Closing Arguments in the Case of Hit and Run Leading to Serious Injury

San Francisco – “The only thing that mattered to Willie Flanigan was not to go to jail,” San Francisco Deputy DA Asha Jameson argued during her closing comments in the case against Mr. Flanigan. He is facing 11 charges stemming from his actions in October of 2017 that led to Office Lewin Tankel being struck while on a bike and left with permanent brain damage.

She argued that Mr. Flanigan had a choice, and he chose to recklessly flee as he sped away from police officers, which led to the tragic consequence for the young officer.

Mr. Flanigan faces numerous charges from his actions including evading police, assault with a deadly weapon, resisting arrest and hit and run resulting in serious bodily injury.

The pursuit was caught in various stages on a number of different videos.  Witnesses testified seeing the defendant maneuvering through heavy traffic in San Francisco, turning at high rates of speed and often going the wrong way on one-way streets.

A civilian witness testified that she felt she and her children were in danger as she saw and heard the vehicle accelerate through a parking garage, eventually hitting the victim as he exited.

Another witness heard the collision between bike and car, and described seeing a black male in the Lexus, and testified that he saw the driver look around as though he knew he had hit a vehicle.

Ms. Jameson countered claims by the defense that the officers knew and targeted Mr. Flanigan due to a lawsuit, arguing that the first time he was identified was about 30 minutes after the officer was hit – at 12:59 pm.  The reliable informant gave a name that turned out to be an alias of sorts, but that led to a mugshot and an identification.

Mr. Flanigan was located and arrested around 2:30 that afternoon and a fingerprint in the Lexus, which was stolen, matched his.

When he hit the officer, rescuers found him with no brain activity.

“He was dead,” she said.  But thanks to heroic efforts by the neurosurgeon, he was revived.  However, despite an amazing recovery, he suffered permanent brain injuries and will never be the same.

Ms. Jameson argued that “this evidence proves all of the charges beyond a reasonable doubt.”

Under the law, she argued, the reckless use of the Lexus to flee the police created a dangerous situation that turned the Lexus, in effect, into a deadly weapon.  She argued that “he was doing something dangerous (evading the police at high speeds) with a deadly weapon.”

Ms. Jameson attacked the defense case as well.  She argued that the testimony by Chris Kauderer, the traffic accident reconstruction expert, only confirmed that Mr. Flanigan was reckless.  She said that Mr. Kauderer in his testimony acknowledged for the defense that Mr. Flanigan was driving at 15 mph and did not stop.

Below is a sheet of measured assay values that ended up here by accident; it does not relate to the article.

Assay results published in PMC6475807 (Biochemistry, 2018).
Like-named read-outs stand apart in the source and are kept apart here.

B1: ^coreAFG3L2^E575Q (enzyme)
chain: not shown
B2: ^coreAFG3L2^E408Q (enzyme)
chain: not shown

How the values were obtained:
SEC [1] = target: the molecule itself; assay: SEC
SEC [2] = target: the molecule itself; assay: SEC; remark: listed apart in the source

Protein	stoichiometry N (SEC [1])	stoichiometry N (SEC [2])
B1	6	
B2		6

“This only goes to the fact that the defendant was driving recklessly,” she argued.

She further pointed out, “No one knew Willie Flanigan.”  She said, “No one knew he filed a lawsuit.”  She added, “Willie Flanigan was not targeted.  This was just good police work.”

She told the jury, “I’m here today to ask you to hold him accountable.”

For the defense, the case may come down to the testimony of Chris Kauderer – particularly on the issue of assault with a deadly weapon.

Deputy Public Defender Alex Lilien pointed out that Mr. Flanigan may not have known that police were in pursuit of him and argued, “Was the SUV resisting arrest at the time of the injury?”  He asked the jury, “Was there probable cause for the police to have pursued him at that time?

Did this conduct rise to the level of assault with a deadly weapon?

In response, Mr. Lilien argued that “negative behavior is not an assault.”  He noted that his client did not willfully drive at someone.

Mr. Kauderer was an interesting figure in this case.  A traffic reconstructionist expert for 34 years, he was originally contacted by the prosecution.  However, after testing the scene and reconstructing the accident, he arrived at a very different conclusion.

He noted that the impact was in the far left corner of the vehicle.  He came to the conclusion that the average driver had about 1 to 1.4 seconds to go through a perception response time procedure.  Given obstructions and more, Mr. Flanigan, he estimated, only had about 8 tenths of a second based on the fact that he was about 20 degrees off center.

Mr. Kauderer concluded that Mr. Flanigan did not have enough time to shift or maneuver his car, in part because a Budget truck created a visual obstruction for the defendant.  The prosecutor had argued against the Budget truck’s presence, but the defense produced a photo showing it double parked and thus creating an obstruction.

He argued, “Mr. Flanigan, did not have enough time to react or brake.”  He said, “He couldn’t have seen the office in time to respond.”

Mr. Lilien argued, “This was a tragedy.  He was a good cop.”

But he argued that although his client made bad choices, he did not commit an assault with a deadly weapon when he struck the officer’s bike.

—David M. Greenwald reporting

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About The Author

David Greenwald is the founder, editor, and executive director of the Davis Vanguard. He founded the Vanguard in 2006. David Greenwald moved to Davis in 1996 to attend Graduate School at UC Davis in Political Science. He lives in South Davis with his wife Cecilia Escamilla Greenwald and three children.

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